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For Google, its entire product lineup is just a big series of A/B experiments.
"Google likes to have multiple, competing products that go after the same user base. That way, if one product doesn't work out, hopefully the other one will."
If you want a back-up plan, just compete with yourself.
Google just released a new email product called Inbox, which no doubt will cannibalize many Gmail users.
Good write-up by Ron Amadeo on Google's approach to product marketing and product management.
They do it with their developer tools and languages as well. There's AngularJS, Dart, Angular.dart, Polymer, Node.js, etc. There's even two version of Chrome (Chromium). They are huge and have so many teams working on so many things. The tools and languages serve various smaller purposes that may differ...But honestly a lot of the tech could probably be used for the same thing when you get down to it. Their A/B testing is also on developers too, not just consumers. Google is just a strange animal =)
Node is not a Google technology.
Back in the day (i.e. when I still had hair), Microsoft under Bill Gates did this as well but more on the downlow. They thought of it as 'internal Darwinism', i.e. two or more species of product competing for internal resources. We also did it at AT&T back before the big breakup in the 80's. It's something you can do if you have a monopoly market position and want to hold it. Google appears to have institutionalized it.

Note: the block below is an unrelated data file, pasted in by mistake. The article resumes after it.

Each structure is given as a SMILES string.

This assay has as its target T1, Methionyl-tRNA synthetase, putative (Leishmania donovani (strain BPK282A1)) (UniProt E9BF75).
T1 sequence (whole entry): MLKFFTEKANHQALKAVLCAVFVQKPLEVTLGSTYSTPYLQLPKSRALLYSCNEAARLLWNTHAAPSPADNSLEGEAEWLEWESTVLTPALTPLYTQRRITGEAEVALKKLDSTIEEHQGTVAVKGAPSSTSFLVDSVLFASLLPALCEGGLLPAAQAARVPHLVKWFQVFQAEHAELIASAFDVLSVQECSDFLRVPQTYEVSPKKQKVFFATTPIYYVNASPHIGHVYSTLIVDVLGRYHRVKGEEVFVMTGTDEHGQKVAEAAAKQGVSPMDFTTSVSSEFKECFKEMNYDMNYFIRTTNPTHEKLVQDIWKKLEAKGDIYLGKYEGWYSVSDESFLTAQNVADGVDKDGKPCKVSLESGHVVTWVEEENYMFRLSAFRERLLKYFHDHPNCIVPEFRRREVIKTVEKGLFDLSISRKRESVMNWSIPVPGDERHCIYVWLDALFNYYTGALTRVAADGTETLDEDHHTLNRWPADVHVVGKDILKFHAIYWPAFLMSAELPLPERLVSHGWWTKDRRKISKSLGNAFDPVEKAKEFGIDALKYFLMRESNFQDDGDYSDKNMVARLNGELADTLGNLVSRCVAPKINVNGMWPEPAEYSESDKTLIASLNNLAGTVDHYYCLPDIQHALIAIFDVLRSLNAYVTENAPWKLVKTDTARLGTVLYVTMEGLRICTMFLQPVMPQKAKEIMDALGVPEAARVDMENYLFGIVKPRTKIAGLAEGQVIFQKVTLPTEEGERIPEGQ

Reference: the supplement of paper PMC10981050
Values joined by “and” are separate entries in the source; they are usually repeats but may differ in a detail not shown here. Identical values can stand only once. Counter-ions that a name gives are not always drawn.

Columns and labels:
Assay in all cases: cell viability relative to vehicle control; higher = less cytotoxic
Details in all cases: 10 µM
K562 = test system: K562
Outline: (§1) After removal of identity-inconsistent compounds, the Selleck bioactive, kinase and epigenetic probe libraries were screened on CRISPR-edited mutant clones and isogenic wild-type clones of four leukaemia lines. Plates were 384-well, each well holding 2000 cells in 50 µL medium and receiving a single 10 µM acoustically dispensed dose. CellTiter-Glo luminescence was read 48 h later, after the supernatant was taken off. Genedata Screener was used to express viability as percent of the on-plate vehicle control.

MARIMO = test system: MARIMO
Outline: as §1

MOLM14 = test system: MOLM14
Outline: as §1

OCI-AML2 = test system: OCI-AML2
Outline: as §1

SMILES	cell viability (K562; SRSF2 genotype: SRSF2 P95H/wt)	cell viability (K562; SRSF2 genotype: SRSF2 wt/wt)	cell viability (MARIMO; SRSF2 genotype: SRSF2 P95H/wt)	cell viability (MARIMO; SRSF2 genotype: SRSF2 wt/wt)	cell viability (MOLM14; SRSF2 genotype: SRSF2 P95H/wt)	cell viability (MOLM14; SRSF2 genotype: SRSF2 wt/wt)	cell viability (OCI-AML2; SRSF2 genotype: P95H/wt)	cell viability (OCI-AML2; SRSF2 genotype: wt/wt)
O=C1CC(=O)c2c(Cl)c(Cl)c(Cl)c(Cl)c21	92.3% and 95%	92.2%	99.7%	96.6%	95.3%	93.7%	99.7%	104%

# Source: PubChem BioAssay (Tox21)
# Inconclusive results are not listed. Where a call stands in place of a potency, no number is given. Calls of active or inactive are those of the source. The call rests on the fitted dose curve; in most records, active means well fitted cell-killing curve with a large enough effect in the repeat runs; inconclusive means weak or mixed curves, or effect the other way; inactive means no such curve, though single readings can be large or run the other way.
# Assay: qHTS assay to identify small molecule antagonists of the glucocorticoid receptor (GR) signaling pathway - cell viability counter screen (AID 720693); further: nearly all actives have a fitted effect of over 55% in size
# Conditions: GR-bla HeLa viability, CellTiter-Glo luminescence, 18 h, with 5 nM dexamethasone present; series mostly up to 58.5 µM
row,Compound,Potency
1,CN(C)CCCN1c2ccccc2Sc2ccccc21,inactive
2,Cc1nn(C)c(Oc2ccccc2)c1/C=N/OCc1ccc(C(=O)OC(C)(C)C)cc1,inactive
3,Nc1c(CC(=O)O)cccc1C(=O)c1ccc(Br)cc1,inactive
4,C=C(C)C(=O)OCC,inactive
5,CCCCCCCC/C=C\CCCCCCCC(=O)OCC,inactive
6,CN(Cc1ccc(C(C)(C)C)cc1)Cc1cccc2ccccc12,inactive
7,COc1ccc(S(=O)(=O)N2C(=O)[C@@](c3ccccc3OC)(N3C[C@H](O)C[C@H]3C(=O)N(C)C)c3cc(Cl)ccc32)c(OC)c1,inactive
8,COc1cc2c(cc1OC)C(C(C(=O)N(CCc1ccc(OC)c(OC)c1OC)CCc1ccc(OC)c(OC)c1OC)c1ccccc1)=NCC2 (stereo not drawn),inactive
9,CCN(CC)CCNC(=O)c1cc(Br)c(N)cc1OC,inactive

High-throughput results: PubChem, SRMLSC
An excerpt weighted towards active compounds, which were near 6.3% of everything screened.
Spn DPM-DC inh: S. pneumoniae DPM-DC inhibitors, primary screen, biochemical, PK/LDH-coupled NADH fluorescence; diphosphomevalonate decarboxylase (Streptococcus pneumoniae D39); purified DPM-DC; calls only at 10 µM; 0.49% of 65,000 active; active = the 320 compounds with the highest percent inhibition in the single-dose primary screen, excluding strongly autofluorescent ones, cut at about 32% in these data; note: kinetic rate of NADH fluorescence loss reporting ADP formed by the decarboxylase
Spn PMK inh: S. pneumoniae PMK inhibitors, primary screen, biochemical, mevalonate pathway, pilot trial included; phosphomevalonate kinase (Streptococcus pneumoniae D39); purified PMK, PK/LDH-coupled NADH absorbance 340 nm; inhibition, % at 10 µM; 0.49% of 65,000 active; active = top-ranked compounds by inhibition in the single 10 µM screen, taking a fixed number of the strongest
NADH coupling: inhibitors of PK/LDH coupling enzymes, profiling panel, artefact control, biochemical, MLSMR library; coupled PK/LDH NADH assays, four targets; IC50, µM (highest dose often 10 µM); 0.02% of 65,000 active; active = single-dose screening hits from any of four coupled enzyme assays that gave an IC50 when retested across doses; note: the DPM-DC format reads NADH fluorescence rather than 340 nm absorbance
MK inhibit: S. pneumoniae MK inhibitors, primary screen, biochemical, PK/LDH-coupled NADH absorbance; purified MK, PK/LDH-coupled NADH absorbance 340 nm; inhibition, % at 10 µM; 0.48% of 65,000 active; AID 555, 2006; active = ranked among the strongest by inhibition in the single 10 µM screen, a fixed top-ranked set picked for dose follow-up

Interesting. I've never worked at a large company like that as a developer, so I'm always surprised by this kind of stuff. The amount of funding to be able to sustain that model is just staggering. Makes me wish funding for technology was spread out more. It's so vertical. So redundant. I feel like we just don't make as many advancements as we could.
It's really interesting how Google and Apple have so fundamentally different approaches in product development, and both develop amazing products for millions of consumers.
I've never heard of this, but it makes sense since so many people get blindsided by a new competitor when they could have solved the problem by competing against themselves. Starbucks will put two stores close to each other just to keep other shops out of the area and they're getting into the tea business before it's taken off. Slightly different, but reminds me of attempting to beat the competition to the next product trend.
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